For those who may or may not be familiar with Ceilidh folk music, this page will offer some insight in that regard and it will explain what Ceilidh gatherings entail and which are the elements that give them their specificity in the Scottish music scene.
Basically representing a Scottish social gathering, Ceilidh are also seen in Ireland and in the simplest of senses this term can be used to describe a social visit. However, during the current era, the term has been more and more attributed to social gatherings that also involve dancing on Gaelic folk music, regardless if this takes place in someone’s house, pub or even concert location.
For those interested in the word’s origin, Ceilidh has its roots in Gaelic regions of Scotland and Ireland and it is derived from the old Irish language term, “cele”, which basically means companion, hence the nature of the gatherings themselves. Since originally these meetings did not involve any dancing, their nature was better established during the modern era, when more and more of them began to involve folk music and partying.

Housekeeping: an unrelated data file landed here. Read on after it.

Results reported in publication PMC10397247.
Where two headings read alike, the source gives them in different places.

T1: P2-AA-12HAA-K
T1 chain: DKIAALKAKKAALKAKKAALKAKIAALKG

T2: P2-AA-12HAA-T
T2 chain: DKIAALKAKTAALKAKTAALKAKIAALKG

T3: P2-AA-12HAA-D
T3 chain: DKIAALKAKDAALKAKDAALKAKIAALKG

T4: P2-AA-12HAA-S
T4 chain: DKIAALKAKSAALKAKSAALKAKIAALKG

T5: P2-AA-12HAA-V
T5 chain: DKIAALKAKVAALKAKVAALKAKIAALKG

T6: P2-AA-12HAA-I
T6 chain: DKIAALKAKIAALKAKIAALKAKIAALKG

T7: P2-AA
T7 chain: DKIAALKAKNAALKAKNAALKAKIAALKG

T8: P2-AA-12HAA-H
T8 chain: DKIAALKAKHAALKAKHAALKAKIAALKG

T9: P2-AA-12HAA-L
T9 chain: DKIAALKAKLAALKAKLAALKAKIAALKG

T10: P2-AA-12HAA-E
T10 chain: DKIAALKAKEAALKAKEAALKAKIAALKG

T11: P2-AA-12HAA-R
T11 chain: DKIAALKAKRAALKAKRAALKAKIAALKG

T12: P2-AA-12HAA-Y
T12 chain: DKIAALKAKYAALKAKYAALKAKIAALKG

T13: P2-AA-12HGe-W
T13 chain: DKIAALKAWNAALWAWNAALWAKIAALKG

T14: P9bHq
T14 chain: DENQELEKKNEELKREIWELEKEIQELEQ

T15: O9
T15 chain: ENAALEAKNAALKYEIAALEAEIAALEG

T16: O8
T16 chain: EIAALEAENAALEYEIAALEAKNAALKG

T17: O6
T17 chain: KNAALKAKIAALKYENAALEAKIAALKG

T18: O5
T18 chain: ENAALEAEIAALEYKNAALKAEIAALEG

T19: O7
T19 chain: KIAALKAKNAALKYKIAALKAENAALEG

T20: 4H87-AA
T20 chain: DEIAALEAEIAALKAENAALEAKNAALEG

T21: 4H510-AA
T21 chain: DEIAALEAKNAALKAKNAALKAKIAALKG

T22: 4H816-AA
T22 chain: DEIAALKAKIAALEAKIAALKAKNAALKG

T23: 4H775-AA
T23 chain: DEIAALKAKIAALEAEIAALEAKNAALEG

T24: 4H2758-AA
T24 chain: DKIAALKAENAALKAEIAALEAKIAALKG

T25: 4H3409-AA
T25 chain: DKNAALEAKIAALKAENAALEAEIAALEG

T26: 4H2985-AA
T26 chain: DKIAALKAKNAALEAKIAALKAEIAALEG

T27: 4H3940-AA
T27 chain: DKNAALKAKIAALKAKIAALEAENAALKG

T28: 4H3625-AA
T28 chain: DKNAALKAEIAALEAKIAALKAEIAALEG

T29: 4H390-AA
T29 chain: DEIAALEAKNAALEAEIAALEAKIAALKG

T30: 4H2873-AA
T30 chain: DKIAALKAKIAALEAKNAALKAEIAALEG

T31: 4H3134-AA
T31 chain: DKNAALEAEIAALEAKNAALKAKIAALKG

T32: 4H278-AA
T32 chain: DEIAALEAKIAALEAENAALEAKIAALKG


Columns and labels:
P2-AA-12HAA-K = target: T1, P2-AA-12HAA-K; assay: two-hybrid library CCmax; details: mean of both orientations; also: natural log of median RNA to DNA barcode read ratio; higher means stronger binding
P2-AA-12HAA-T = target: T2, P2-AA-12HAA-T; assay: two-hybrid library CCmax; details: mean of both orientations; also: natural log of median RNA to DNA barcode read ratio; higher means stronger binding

Even more, historians tell that during the cold winter nights, these meetings were the ideal place where stories, ballads or even poems were being rehearsed, recited or just told, with other interesting literary or cultural matters discussed. During more recent years, the gradual introduction of more and more folk music has lead to the occurrence of dancing and in the end, such gatherings became true parties.
Folk music lightens the mood at these gatherings and provides the great ambient that completes the ideal conditions for social interaction. Being mainly based on traditional tales, stories or even poems, the musical entertainment that is performed at such gatherings will brighten the spirits of all those who attend them and fascinate through its mesmerising chants.